On February 25, 2011, Technische Universität Muenchen (TUM) put out a press release on TUM Professor Erwin Emmerling’s study of the Bamiyan Buddhas’ remains. Emmerling indicated that reconstructing one of the Buddhas might be possible. A UNESCO press release three days later highlighted the upcoming March 3-4 meeting at UNESCO of the Bamiyan Expert Working Group. The UNESCO press release noted in passing:
UNESCO does not favour rebuilding the Buddha statues, but the Experts Meeting will examine other ways to present their remains and niches while maintaining research and preservation in the Bamiyan Cultural Landscape.
A UNESCO press release after the meeting discussed the results of the meeting. Among those results was this point:
A total reconstruction of either Buddha sculpture is not to be considered for the moment in view of the scientific data presently available, and according to the best estimates of available resources against cost.
The Bamiyan Buddhas are interesting, important historical artifacts. Whether they can be and will be reconstructed is a technical and symbolic issue largely unrelated to what makes the Bamiyan Buddhas interesting and historically important.
Google currently shows about 195 English-language results for a web search “Emmerling reconstruct Buddha” over the past two months. The story was covered on CNN; in the Washington Post, via a report reproduced from Science Now, which published photos included with the TUM press release; in the Omaha World-Herald; in the Guardian; in the New York Times; in the Boston Globe’s Boston.com; on MSNBC; and in many other traditional and new media news outlets. Most of the stories add little information beyond the information available in the TUM and UNESCO press releases. None of them link to those press releases. Most play up the possibility of reconstructing the Buddhas.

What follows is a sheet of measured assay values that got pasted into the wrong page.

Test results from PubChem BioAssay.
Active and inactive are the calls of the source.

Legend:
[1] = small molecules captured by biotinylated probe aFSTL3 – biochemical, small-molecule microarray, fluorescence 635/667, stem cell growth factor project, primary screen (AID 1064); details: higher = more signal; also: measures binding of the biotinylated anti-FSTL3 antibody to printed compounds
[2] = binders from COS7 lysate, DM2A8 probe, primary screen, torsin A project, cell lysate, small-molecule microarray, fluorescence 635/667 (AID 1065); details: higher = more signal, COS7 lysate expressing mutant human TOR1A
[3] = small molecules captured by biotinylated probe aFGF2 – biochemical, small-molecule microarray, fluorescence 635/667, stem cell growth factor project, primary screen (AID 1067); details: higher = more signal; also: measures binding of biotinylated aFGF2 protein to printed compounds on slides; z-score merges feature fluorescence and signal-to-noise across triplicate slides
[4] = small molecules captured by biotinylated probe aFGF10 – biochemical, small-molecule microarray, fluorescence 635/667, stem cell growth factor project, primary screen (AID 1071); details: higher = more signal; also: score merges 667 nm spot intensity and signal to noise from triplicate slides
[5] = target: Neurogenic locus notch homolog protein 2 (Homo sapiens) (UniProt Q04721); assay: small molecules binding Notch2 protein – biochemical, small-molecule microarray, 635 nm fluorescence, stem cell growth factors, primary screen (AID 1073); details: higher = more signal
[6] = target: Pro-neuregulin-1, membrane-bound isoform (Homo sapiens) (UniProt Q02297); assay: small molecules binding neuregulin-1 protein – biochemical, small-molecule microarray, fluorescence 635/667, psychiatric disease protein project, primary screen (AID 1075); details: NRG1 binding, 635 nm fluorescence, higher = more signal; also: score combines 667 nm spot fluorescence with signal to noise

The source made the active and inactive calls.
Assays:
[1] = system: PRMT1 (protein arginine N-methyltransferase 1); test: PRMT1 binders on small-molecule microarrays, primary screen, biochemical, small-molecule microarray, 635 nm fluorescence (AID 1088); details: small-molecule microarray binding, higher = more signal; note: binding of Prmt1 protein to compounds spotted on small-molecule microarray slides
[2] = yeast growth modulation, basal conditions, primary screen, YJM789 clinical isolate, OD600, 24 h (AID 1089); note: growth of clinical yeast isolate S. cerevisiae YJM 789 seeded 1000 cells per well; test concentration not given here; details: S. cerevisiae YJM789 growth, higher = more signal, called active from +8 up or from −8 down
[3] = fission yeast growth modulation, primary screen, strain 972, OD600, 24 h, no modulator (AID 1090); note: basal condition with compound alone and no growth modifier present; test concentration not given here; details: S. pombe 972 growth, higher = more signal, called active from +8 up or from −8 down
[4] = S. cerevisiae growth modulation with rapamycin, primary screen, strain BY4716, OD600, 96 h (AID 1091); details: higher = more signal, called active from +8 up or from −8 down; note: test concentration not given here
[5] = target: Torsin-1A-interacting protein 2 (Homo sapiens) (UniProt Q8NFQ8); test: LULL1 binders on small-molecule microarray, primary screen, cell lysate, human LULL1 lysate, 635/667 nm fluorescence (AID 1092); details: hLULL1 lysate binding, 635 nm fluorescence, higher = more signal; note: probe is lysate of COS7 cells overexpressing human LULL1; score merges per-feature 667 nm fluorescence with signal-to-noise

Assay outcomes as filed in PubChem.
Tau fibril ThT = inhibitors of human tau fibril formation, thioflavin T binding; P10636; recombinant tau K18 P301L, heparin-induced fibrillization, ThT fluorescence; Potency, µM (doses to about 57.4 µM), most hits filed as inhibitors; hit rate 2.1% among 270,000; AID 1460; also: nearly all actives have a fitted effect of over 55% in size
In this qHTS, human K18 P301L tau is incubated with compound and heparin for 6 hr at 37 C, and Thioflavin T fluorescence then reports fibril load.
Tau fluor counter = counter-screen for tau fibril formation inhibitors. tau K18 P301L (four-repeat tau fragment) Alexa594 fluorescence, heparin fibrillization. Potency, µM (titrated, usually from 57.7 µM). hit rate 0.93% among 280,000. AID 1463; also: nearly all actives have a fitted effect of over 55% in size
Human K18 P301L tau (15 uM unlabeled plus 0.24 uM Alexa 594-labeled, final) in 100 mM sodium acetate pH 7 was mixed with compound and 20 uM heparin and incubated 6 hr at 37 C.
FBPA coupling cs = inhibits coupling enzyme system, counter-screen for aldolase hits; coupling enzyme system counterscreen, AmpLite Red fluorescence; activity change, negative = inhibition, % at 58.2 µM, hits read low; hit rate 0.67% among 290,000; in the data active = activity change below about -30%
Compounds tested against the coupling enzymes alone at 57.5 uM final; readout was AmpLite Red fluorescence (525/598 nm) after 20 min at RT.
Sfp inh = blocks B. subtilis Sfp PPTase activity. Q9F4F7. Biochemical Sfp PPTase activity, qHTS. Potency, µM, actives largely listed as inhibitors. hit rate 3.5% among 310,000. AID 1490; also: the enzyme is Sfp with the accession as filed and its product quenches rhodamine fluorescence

Aggregating content from other organizations has long been a component of the newspaper business. In the U.S. in the late 1880s, Associated Press wire dispatches made up 80-100% of news copy in mid-western, small-town daily newspapers. Then and now, major newspapers also often reprint verbatim wire dispatches and lightly rewrite press releases.[*] But unlike in the past, today anyone can aggregate and redistribute content.
To succeed as aggregators today, news outlets have to either acquire personal connections or a highly distinctive news stream. Those with the best connections to individual persons — through family, friends, affiliations, organizations, and geographic communities — prevail in distributing the same news. Hence mass-market news isn’t a good business for a large organization in a socially complex society with open infrastructure for news distribution.
The alternative for news outlets is to create a highly distinctive news stream. That positions the news outlet as a new social connection rather than as an organization playing across existing social connections. Linking to sources creates context for distinguishing between the linker and the linked. Without that first step of explicitly linking, news outlets blindly aggregate themselves into an undistinguished mass.
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[*] On the importance of U.S. national wire services in providing content for local newspapers, see Blondheim, Menahem (1994), News over the wires : the telegraph and the flow of public information in America, 1844-1897 (Cambridge, Mass.: Harvard University Press), esp. p. 195.